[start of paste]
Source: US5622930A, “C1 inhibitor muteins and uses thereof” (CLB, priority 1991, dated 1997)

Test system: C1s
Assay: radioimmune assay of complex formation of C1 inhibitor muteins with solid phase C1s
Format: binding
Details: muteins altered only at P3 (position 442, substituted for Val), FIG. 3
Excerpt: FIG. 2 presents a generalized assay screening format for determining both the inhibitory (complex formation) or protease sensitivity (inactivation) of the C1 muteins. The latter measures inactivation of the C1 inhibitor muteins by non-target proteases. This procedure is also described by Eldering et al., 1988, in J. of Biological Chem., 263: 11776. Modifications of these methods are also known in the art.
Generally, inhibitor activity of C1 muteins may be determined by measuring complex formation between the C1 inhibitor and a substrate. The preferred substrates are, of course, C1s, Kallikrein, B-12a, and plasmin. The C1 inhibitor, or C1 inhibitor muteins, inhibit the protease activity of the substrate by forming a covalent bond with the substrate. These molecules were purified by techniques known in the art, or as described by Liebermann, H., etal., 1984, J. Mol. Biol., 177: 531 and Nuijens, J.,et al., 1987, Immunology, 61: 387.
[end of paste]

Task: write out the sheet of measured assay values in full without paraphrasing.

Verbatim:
Source: US5622930A, “C1 inhibitor muteins and uses thereof” (CLB, priority 1991, dated 1997)

Test system: C1s
Assay: radioimmune assay of complex formation of C1 inhibitor muteins with solid phase C1s
Format: binding
Details: muteins altered only at P3 (position 442, substituted for Val), FIG. 3
Excerpt: FIG. 2 presents a generalized assay screening format for determining both the inhibitory (complex formation) or protease sensitivity (inactivation) of the C1 muteins. The latter measures inactivation of the C1 inhibitor muteins by non-target proteases. This procedure is also described by Eldering et al., 1988, in J. of Biological Chem., 263: 11776. Modifications of these methods are also known in the art.
Generally, inhibitor activity of C1 muteins may be determined by measuring complex formation between the C1 inhibitor and a substrate. The preferred substrates are, of course, C1s, Kallikrein, B-12a, and plasmin. The C1 inhibitor, or C1 inhibitor muteins, inhibit the protease activity of the substrate by forming a covalent bond with the substrate. These molecules were purified by techniques known in the art, or as described by Liebermann, H., etal., 1984, J. Mol. Biol., 177: 531 and Nuijens, J.,et al., 1987, Immunology, 61: 387.